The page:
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République du Zaire
Republic of Zaire
Flag of the Democratic Republic of the Congo # history
Coat of arms of the Democratic Republic of the Congo # history
flag coat of arms
Motto : Paix, Justice, Travail  "
French for "Peace, Justice, Work"
Official language French
next Kikongo , Lingala , Swahili and Tshiluba as national languages
Capital Kinshasa
Form of government republic
Government system Authoritarian one-party system
Head of state , also head of government President Mobutu Sese Seko
currency Zaïre (ZRZ)
founding October 27, 1971
resolution May 16, 1997
National anthem La Zaïroise
Internet TLD .zr (deleted 2001)

Republic of Zaire ( French République du Zaïre ) was from October 27, 1971 to May 16, 1997 the name of the Democratic Republic of the Congo in Central Africa.

Zaire was the third name given to the former colony of the Belgian Congo since independence from Belgium in 1960. The country became independent under the name Republic of the Congo ; because of the similarity in name to the neighboring state of the Congolese Republic ( Congo-Brazzaville ) it was also called Congo-Léopoldville . In 1964 it was named the Democratic Republic of the Congo to distinguish it , and in 1965 the Congolese Republic adopted the name Republic of the Congo .

Reasons for the renaming

While the first renaming to distinguish it from the neighboring country still had practical reasons, the claim behind the name Zaire was an alleged "Africanization" of the state name.

Mobutu Sese Seko 1983

The name of the state was renamed on the instructions of the dictatorial ruling President Joseph-Désiré Mobutu, who "zairized" his own name to Mobutu Sese Seko (more precisely: Mobutu Sese Seko Kuku Ngbendu wa Zabanga). Mobutu had put himself to power in the wake of the so-called Congo turmoil in 1965 and when he took office there were actually a number of place names in the Congo that referred to the country's colonial past. The capital was still called Léopoldville, after the Belgian King Leopold II , under whose rule the most brutal phase of colonial exploitation of the Congo took place, which, under the name of the Congo Atrocities, had triggered worldwide outrage. The renaming to Kinshasa was therefore only logical for the sovereign state.

However, under Mobutu, the renaming policy became part of a state ideology that was referred to as authenticity or mobutism . Under the heading of authenticity , the renaming of places and people (Christian first names should be Africanized) were fundamentally ideologically inflated as a liberation from colonial degradation and neocolonialism , even in cases in which this argument was on weak feet. The state name "Congo", for example, could hardly be traced back to colonial roots, since it was already the name of the Kingdom of the Congo , and the new name "Zaire" had no tradition in the country.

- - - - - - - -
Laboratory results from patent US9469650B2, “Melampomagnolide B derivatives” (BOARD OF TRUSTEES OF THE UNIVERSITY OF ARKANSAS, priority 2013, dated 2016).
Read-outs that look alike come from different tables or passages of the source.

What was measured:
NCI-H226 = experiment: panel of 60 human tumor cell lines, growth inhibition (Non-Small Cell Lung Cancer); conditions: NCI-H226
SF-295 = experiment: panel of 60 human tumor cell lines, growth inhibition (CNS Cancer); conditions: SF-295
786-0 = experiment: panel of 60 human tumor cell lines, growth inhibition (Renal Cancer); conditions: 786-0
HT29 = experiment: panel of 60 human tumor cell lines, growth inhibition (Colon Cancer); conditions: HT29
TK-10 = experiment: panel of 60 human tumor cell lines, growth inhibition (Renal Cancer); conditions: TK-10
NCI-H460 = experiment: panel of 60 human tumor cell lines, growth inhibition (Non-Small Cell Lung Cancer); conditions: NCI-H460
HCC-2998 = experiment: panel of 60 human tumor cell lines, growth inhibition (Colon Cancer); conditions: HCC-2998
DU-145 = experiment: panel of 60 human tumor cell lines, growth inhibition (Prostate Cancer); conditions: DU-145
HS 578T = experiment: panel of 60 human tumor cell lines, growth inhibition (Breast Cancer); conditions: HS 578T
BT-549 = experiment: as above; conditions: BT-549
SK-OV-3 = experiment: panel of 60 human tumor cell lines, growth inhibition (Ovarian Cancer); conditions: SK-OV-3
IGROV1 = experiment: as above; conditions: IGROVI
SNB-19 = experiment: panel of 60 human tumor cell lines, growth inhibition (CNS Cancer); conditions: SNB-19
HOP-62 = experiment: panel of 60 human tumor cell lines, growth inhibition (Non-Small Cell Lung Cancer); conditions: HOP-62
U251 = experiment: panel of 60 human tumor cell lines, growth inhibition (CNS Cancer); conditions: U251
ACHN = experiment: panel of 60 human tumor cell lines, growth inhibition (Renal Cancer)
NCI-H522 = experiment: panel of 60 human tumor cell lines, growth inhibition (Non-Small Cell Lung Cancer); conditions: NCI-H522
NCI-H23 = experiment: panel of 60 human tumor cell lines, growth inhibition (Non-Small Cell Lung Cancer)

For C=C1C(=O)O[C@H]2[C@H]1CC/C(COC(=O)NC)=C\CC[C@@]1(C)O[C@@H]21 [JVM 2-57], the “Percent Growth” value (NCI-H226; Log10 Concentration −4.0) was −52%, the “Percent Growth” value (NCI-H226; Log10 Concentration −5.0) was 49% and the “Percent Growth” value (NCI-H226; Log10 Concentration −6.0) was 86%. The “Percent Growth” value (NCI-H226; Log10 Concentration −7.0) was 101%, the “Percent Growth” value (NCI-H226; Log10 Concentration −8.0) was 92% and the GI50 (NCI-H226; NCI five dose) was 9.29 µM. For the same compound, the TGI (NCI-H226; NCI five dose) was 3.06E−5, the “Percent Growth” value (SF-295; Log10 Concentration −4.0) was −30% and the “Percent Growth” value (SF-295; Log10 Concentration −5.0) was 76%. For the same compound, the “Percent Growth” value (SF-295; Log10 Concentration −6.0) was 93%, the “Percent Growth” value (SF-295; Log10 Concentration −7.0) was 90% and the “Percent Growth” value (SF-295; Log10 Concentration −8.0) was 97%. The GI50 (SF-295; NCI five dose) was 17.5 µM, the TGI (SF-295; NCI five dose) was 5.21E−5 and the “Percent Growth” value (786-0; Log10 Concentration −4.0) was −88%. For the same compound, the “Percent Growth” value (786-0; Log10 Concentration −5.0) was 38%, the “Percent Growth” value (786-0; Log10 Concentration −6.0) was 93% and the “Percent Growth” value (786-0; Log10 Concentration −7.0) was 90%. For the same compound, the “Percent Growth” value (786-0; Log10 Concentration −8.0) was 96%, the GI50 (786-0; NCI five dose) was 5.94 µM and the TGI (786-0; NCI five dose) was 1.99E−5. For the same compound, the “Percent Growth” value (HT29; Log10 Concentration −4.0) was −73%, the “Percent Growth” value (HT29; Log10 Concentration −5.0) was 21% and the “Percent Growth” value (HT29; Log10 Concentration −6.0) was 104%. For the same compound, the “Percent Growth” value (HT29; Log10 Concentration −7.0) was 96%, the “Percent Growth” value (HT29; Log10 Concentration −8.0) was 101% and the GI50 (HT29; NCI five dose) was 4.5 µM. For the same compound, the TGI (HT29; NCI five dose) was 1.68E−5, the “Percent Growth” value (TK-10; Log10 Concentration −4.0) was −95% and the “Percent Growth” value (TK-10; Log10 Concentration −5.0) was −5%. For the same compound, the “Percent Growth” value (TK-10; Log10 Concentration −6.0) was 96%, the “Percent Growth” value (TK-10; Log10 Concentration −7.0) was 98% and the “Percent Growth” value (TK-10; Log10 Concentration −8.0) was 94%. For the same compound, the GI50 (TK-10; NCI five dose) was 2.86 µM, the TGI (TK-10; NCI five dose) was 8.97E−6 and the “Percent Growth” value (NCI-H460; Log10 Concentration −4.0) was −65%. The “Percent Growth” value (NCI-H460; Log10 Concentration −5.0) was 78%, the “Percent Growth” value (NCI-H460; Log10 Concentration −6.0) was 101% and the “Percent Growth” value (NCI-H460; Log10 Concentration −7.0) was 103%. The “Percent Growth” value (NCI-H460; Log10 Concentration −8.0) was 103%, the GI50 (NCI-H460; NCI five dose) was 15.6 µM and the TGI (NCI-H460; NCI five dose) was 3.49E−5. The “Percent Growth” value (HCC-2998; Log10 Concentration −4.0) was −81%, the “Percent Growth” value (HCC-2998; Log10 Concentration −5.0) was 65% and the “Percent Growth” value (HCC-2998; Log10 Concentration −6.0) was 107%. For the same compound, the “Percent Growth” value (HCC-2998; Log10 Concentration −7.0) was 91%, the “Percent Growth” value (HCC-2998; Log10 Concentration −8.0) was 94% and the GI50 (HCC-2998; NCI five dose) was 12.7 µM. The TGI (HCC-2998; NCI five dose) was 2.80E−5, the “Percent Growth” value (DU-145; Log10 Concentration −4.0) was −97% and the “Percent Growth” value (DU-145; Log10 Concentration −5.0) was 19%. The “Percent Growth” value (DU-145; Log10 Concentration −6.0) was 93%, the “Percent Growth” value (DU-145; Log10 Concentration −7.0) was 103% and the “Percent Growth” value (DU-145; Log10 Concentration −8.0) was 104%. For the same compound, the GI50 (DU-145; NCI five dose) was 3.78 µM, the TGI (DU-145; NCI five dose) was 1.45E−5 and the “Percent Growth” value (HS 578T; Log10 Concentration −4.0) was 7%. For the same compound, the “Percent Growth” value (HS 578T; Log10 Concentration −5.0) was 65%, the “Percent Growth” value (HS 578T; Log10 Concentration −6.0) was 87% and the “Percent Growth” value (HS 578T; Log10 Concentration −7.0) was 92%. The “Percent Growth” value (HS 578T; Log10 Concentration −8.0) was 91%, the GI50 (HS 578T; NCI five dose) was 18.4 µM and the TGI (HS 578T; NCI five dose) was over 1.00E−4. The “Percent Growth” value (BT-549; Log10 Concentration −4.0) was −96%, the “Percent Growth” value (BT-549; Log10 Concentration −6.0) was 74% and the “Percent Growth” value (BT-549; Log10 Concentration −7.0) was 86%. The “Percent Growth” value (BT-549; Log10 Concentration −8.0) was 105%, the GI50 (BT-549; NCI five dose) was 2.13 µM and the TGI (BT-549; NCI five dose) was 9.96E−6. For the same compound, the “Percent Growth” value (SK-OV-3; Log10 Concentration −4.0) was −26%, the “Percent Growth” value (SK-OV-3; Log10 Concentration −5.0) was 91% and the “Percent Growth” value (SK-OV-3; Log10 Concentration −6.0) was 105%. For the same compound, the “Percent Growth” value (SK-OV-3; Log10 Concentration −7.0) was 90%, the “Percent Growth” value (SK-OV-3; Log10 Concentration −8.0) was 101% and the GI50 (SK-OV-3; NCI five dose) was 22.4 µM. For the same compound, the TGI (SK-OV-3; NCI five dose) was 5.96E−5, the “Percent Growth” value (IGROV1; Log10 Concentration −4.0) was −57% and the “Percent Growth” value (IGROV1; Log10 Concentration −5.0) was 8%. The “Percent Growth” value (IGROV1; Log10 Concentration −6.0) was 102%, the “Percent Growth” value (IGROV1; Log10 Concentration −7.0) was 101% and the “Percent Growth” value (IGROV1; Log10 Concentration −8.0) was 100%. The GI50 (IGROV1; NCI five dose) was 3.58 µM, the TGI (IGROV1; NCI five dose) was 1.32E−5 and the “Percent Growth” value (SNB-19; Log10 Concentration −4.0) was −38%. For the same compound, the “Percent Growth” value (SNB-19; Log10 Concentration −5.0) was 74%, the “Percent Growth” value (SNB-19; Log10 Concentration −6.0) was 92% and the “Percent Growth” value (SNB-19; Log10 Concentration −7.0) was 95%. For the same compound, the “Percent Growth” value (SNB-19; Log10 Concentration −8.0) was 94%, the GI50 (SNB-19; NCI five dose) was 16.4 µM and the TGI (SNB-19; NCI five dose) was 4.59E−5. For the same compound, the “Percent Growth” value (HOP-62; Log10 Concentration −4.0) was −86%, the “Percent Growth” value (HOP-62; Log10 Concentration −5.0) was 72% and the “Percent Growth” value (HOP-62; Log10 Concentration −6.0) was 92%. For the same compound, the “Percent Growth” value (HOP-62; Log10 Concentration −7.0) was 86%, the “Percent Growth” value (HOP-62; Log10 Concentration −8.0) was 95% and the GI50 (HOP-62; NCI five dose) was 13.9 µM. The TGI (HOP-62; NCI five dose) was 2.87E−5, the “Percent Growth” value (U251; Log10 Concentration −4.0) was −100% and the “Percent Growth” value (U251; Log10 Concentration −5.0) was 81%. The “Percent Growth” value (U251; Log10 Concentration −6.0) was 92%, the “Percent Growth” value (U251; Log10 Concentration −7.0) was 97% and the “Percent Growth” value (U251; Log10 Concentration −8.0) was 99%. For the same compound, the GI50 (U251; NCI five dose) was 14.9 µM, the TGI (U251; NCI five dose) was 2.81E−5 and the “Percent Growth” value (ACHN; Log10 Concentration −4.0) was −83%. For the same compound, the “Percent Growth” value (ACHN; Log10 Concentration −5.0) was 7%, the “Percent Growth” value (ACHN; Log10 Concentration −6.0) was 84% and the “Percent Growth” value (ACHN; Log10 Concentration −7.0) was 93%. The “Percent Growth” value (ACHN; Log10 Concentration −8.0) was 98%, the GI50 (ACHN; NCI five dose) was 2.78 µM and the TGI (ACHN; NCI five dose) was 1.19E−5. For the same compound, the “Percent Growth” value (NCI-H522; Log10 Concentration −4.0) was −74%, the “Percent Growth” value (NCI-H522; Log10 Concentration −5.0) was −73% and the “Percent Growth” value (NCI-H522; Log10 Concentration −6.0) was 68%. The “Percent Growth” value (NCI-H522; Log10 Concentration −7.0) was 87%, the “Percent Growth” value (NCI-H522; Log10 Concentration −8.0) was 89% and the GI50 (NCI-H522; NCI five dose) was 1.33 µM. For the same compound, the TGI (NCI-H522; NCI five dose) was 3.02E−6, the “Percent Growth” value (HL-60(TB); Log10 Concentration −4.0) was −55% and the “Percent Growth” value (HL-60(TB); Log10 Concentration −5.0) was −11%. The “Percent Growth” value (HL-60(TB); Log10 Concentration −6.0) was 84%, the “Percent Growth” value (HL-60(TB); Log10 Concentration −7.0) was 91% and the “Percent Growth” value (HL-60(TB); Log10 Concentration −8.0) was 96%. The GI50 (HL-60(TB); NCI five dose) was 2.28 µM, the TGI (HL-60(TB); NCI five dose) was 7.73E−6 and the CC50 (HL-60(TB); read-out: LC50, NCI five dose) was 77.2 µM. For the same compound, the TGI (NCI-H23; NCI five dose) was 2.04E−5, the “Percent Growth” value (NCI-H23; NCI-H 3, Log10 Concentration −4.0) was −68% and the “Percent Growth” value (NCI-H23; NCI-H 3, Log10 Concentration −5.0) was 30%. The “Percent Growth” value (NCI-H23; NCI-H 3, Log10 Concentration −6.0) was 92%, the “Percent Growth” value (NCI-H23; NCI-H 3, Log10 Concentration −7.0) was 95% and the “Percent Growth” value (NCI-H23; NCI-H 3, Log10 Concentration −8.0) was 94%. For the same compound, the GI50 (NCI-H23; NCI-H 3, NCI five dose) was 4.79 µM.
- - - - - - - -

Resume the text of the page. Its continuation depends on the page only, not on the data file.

Origin of the term

The term "Zaire" itself is of European origin: At the time of the first contact with the Portuguese in the 15th century, nzere or nzadi ("the river that swallows all rivers") was the name used by the local population for the lower reaches of the Congo. The Portuguese finally corrupted this to "Zaire". The province of Zaire still exists today on the lower reaches of the Congo in Angola .

History of Zaire

The history of Zaire is a phase in the history of the Democratic Republic of the Congo, so see the relevant section in History of the Democratic Republic of the Congo .

Historical names

Historical naming of the territories of the Congo
former Belgian colony former French colony (A) former Portuguese protectorate
1877 colonized 1880 colonized (G) from 1885
Portuguese Congo
from 1885 Congo Free State from 1903 Central Congo
from 1908 Belgian Congo
1910 French Congo
from 1958 Republic of the Congo 1956
Portuguese Congo
under joint administration with Angola
June 30, 1960 independence August 15, 1960 independence
1960 Republic of the Congo (called Congo-Léopoldville )
1960 Proclamation of the Free Republic of Congo by lumumbist insurgents
(recognized by 26 states, after about a year smashed by government troops)
1960 Congolese Republic
(called Congo-Brazzaville )
1961 Federal Republic of the Congo (called Congo-Léopoldville ) [1] , [2]
1964 Proclamation of the People's Republic of the Congo by insurgents in Stanleyville
(only recognized by 7 states, smashed by government troops after a few months)
1964 Democratic Republic of the Congo (called Congo-Léopoldville ) [3] 1965 Republic of the Congo
(called Congo-Brazzaville )
1966 Democratic Republic of the Congo (called Congo-Kinshasa )
1971 Republic of Zaire 1969 People's Republic of the Congo
Portuguese Congo
occupied by Angola
1991/92 (Congo-Zaïre)
draft constitution of the National Sovereign Conference suspended by Mobutu
since 1997 Democratic Republic of the CongoCongo Democratic RepublicDemocratic Republic of Congo 
since 1991 Republic of the CongoCongo RepublicRepublic of the Congo 
since 1975 Cabinda ,
province ( exclave ) of AngolaAngolaAngola 
(G)1888–1910 Gabon was also part of the French Congo


Individual evidence

  1. ^ IANA Report on Deletion of the .zr Top-Level Domain , accessed March 9, 2018
  2. ^ Peter Forbath : The River Congo. The Discovery, Exploration and Exploitation of the World's Most Dramatic River. Harper & Row, New York 1977, ISBN 978-0-06-122490-4 , p. 74
  3. ^ Dominic Johnson : Congo. Wars, Corruption and the Art of Survival. 2nd updated edition. Brandes & Apsel, Frankfurt a. M. 2009, ISBN 978-3-86099-743-7 , p. 44